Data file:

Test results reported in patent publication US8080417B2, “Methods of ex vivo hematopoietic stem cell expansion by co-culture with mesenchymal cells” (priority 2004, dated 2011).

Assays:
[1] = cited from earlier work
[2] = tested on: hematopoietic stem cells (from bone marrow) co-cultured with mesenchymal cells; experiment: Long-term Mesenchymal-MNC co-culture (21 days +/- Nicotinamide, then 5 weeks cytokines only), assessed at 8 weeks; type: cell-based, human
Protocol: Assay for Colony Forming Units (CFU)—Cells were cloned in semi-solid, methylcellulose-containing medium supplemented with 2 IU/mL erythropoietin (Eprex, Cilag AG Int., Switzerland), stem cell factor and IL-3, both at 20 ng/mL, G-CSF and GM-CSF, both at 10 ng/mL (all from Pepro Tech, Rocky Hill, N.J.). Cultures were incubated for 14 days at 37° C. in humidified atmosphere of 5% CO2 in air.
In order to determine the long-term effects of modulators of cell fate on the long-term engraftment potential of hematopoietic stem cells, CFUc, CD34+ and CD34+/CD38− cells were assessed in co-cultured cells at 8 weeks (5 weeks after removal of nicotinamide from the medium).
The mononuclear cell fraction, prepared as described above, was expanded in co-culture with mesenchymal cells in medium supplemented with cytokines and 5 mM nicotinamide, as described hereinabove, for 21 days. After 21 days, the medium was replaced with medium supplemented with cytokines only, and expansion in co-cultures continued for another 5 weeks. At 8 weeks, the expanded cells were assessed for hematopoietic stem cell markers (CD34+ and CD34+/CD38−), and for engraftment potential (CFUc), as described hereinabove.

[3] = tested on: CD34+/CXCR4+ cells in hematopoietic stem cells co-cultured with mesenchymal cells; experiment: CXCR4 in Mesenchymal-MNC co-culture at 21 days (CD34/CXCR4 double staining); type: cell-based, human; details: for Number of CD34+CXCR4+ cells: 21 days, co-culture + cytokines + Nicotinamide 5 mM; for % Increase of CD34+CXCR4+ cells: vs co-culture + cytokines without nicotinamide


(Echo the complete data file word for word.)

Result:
Test results reported in patent publication US8080417B2, “Methods of ex vivo hematopoietic stem cell expansion by co-culture with mesenchymal cells” (priority 2004, dated 2011).

Assays:
[1] = cited from earlier work
[2] = tested on: hematopoietic stem cells (from bone marrow) co-cultured with mesenchymal cells; experiment: Long-term Mesenchymal-MNC co-culture (21 days +/- Nicotinamide, then 5 weeks cytokines only), assessed at 8 weeks; type: cell-based, human
Protocol: Assay for Colony Forming Units (CFU)—Cells were cloned in semi-solid, methylcellulose-containing medium supplemented with 2 IU/mL erythropoietin (Eprex, Cilag AG Int., Switzerland), stem cell factor and IL-3, both at 20 ng/mL, G-CSF and GM-CSF, both at 10 ng/mL (all from Pepro Tech, Rocky Hill, N.J.). Cultures were incubated for 14 days at 37° C. in humidified atmosphere of 5% CO2 in air.
In order to determine the long-term effects of modulators of cell fate on the long-term engraftment potential of hematopoietic stem cells, CFUc, CD34+ and CD34+/CD38− cells were assessed in co-cultured cells at 8 weeks (5 weeks after removal of nicotinamide from the medium).
The mononuclear cell fraction, prepared as described above, was expanded in co-culture with mesenchymal cells in medium supplemented with cytokines and 5 mM nicotinamide, as described hereinabove, for 21 days. After 21 days, the medium was replaced with medium supplemented with cytokines only, and expansion in co-cultures continued for another 5 weeks. At 8 weeks, the expanded cells were assessed for hematopoietic stem cell markers (CD34+ and CD34+/CD38−), and for engraftment potential (CFUc), as described hereinabove.

[3] = tested on: CD34+/CXCR4+ cells in hematopoietic stem cells co-cultured with mesenchymal cells; experiment: CXCR4 in Mesenchymal-MNC co-culture at 21 days (CD34/CXCR4 double staining); type: cell-based, human; details: for Number of CD34+CXCR4+ cells: 21 days, co-culture + cytokines + Nicotinamide 5 mM; for % Increase of CD34+CXCR4+ cells: vs co-culture + cytokines without nicotinamide